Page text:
The needle on the Monfils-o-meter swings wildly between love and hate. And, let's face it, where the needle falls depends on where the ball lands. The Frenchman's athleticism and unabashed desire to entertain allow him the freedom to attempt the most audacious shots regardless of cost or consequence. He will throw in flashes of athleticism that range from unnecessary to ill-advised, and despite knowing that a particular shot was just foolish, we still jump up out of our seats and applaud. Because regardless of whether it is "smart tennis" or even "good tennis," it is entertaining tennis.
4. Francesca Schiavone
Despite being a Grand Slam champion, Schiavone navigates tournaments under a startling cloud of anonymity. I've watched her practice and sat courtside for her matches and I'm always surprised by how many people have no idea who she is. Her matches aren't particularly well-attended and those who are in the stands are not all that invested in the action. But -- and this has happened at every Schiavone match I have attended -- there comes a point when the crowd is forced to sit up and take notice. She has an amazing ability to pull you into her matches and before you know it, you've become the world's biggest Schiavone fan, rummaging through your bag to find enough Sharpies to draw an Italian flag on your cheek.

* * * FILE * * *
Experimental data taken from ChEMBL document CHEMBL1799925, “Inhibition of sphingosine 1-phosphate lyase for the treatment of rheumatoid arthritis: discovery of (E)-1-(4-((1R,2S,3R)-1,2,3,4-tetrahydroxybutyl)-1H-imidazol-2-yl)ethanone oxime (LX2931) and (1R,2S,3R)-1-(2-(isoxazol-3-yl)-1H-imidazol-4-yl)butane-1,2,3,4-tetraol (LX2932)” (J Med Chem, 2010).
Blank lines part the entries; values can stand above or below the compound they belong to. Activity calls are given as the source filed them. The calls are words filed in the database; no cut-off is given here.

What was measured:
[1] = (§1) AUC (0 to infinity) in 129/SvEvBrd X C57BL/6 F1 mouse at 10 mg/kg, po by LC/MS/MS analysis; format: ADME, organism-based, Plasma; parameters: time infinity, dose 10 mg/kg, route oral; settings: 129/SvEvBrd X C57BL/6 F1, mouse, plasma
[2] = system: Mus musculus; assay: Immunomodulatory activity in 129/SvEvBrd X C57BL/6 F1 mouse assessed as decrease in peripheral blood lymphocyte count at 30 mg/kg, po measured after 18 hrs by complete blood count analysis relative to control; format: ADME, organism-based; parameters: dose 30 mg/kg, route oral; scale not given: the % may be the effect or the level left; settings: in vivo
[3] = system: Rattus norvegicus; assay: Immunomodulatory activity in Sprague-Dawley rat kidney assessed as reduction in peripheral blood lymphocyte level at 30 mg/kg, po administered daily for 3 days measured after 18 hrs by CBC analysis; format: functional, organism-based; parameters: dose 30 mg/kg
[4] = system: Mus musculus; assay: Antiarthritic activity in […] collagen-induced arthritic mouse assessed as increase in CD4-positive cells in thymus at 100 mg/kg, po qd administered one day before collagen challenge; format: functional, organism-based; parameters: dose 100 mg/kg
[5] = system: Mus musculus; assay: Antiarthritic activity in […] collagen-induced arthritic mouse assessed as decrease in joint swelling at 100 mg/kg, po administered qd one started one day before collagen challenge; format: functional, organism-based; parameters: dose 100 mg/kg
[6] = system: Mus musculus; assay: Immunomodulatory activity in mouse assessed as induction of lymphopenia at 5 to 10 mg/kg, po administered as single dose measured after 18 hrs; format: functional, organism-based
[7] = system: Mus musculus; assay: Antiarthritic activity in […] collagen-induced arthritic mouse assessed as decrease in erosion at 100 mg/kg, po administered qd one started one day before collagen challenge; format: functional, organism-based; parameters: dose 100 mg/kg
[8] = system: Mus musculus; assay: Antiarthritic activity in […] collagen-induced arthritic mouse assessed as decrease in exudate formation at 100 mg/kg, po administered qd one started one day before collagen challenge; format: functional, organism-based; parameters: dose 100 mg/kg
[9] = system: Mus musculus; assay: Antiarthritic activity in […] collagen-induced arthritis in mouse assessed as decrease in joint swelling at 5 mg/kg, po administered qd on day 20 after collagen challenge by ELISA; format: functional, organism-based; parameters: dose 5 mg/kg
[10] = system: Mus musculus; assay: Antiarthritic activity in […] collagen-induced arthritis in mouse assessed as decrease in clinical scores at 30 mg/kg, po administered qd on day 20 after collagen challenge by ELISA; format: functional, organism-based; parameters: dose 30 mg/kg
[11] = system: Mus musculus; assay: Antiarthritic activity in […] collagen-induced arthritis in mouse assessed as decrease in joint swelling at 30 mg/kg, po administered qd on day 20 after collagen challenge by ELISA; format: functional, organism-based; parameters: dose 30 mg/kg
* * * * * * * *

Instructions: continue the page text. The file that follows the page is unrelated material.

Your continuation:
How does she do it? By being smarter and braver than the woman across the net from her. Schiavone will never wow you with her power and she's never going to hit her opponents off the court. But she will grit her teeth, she will fight and she will find a way to win. While many players can be accused of underachieving, Schiavone is the epitome of an overachiever. She makes use of everything she has, and when that isn't enough, she fills the gap with sweat, heart and guts. It's as inspiring as it is entertaining.
Oh, and she can hit a tweener. No big deal.
5. Novak Djokovic
It feels like a cop-out to put the best player in the world on this list, but the fact is that Djokovic is not only a tremendous player but he's also an entertainer. That's what got him into trouble earlier in his career but now it's the thing that sets him apart. While the other top players on both Tours seem to close down during matches and block out the crowd, Djokovic invites you in. As a fan, rooting for a player is great, but when you feel like your energy and your cheers are being heard and are even, dare we say, needed, it takes the viewing experience to an entirely different level.
Djokovic doesn't shut out fans and pretend that he's simply there for their viewing pleasure. He gets pumped up and screams and waves his arms to get the crowd into it. And in doing so, he elevates the act of watching tennis from one of passivity to one of interactivity. When you combine that level of awareness and showmanship with the athletic ability to pull off some of the most technically ridiculous shots, Djokovic matches become events that are simply fun. Isn't that all we're asking for?